The "Democrat majority in the Senate has failed to submit [a] budget in the past 1,000 days."
Johnny Isakson on Thursday, January 26th, 2012 in a press release
Isakson: Democrats failed to submit budget in past 1,000 days
A favorite GOP talking point accusing Democrats of punting on the nation’s budget problems for the past 1,000 days has made its way to Georgia.
The GOP devoted an entire video ad to it. U.S. Rep. Paul Ryan, the Republican from Wisconsin who has won kudos from some deficit hawks, is churning out essays and press releases on it.
And Georgia’s U.S. Sen. Johnny Isakson, a Republican, is putting his own spin on the subject.
"I find it very troubling that the president is asking to increase the nation’s debt limit when his Democrat majority in the Senate has failed to submit [a] budget in the past 1,000 days," Isakson said in a Jan. 26 press release.
That’s about three years.
We grabbed our calculator and got to work with the help of our sister sites PolitiFact Florida and PolitiFact Wisconsin, who have analyzed other claims on the same subject.
But before we proceed with our fact check, it helps to explain how Congress comes up with its federal budget.
This is how it works: Since the passage of the Congressional Budget Act of 1974, the Senate and the House are supposed to pass budget resolutions in the spring. These budget resolutions set a framework for spending, taxation and other fiscal items in the coming fiscal year. They also lay out general plans for the next four years.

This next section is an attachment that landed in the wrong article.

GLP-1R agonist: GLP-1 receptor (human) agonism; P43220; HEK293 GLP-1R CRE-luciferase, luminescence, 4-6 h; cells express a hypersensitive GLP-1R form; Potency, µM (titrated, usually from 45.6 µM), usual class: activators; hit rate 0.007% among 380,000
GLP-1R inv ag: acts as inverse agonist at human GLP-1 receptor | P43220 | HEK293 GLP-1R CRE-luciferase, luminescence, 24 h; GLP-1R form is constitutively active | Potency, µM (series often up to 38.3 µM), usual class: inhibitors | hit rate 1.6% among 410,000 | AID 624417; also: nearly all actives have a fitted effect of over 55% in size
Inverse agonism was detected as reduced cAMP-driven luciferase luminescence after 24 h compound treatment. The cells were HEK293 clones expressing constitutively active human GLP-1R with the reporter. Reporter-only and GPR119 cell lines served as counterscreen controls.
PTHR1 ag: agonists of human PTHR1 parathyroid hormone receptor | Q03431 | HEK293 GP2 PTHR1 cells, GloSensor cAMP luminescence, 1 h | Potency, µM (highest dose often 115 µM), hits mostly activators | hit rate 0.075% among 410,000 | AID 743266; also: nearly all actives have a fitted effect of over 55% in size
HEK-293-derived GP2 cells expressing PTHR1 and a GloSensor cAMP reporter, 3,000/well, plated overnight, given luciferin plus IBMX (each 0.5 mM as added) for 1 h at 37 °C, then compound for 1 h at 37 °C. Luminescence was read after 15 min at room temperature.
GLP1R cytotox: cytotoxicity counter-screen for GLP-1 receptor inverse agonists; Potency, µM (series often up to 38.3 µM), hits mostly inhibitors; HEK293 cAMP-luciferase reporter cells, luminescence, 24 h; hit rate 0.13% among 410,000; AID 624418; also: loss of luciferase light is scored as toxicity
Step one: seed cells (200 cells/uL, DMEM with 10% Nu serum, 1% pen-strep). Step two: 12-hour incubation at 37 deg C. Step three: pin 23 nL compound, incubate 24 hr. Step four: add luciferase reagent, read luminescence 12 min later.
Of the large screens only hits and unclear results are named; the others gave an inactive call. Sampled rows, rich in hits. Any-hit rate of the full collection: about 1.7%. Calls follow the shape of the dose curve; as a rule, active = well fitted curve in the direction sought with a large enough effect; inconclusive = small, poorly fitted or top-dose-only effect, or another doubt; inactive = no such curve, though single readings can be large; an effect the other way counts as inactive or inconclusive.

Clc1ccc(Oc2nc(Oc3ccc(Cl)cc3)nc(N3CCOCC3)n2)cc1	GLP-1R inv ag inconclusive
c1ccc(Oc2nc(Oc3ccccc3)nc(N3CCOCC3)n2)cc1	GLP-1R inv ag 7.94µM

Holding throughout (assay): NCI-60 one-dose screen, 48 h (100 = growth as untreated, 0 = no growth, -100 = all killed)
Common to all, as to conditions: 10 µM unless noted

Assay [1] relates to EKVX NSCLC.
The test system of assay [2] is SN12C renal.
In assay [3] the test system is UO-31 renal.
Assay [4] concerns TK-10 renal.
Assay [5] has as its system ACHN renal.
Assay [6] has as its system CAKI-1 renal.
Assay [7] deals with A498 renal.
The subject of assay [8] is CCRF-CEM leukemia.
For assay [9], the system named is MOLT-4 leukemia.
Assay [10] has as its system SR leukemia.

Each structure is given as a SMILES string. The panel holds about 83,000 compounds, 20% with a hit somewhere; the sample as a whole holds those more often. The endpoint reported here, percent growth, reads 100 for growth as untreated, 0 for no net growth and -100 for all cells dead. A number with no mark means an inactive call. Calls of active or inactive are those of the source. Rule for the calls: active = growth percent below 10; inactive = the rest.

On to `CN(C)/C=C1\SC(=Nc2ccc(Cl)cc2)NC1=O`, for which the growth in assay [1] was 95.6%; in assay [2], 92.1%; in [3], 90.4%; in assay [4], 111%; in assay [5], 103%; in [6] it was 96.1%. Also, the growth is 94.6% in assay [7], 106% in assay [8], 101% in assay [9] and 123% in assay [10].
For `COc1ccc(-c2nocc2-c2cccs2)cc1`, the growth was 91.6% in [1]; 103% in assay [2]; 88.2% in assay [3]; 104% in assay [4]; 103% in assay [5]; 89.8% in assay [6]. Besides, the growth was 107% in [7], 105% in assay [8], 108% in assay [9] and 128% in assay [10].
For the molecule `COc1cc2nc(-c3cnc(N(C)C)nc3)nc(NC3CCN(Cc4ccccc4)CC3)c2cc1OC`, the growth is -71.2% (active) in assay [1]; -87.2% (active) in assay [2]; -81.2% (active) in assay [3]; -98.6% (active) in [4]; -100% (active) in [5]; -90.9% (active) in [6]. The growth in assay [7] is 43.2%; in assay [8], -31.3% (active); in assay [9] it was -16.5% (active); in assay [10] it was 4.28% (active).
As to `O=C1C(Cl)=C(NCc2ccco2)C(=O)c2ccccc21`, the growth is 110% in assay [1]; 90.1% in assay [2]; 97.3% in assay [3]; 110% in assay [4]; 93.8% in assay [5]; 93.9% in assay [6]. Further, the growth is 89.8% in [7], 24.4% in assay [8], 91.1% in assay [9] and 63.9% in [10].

If these budget resolutions differ, the chambers are supposed to hammer out a compromise.
If a budget resolution doesn’t pass, the federal government won’t go dark.
Budget resolutions are distinct from appropriations bills, which actually allocate how the federal government spends its money. If a resolution tanks, the majority party can use congressional procedures to move forward to consider appropriations bills.
As a previous PolitiFact National story said, "the inability to pass the budget framework can reflect poorly on the majority's organizational skills and/or the degree of partisan discord in Congress. It also increases the likelihood of a logjam of appropriations bills in the fall and winter, and decreases the chance that controversial tax bills will pass the Senate."
Now, on to our fact check. Thanks to PolitiFact Florida and PolitiFact Wisconsin, we have a good sense of whether Isakson’s claim is accurate.
Last year, George LeMieux, a Republican contender for U.S. Senate in Florida, posted on Twitter that it had been 750 days since his opponent and Senate Democrats "passed" a budget.
LeMieux was referring to the last time the Senate, which is controlled by Democrats, passed a budget resolution.
Indeed, the last time the Senate passed a budget resolution was in 2009 for the 2010 fiscal year, according to a report on the budget process by the Congressional Research Service.
PolitiFact Florida rated this statement Half True. The candidate got the number of days right, but placing the blame on Senate Democrats wasn’t fair. Partisans on both sides share responsibility.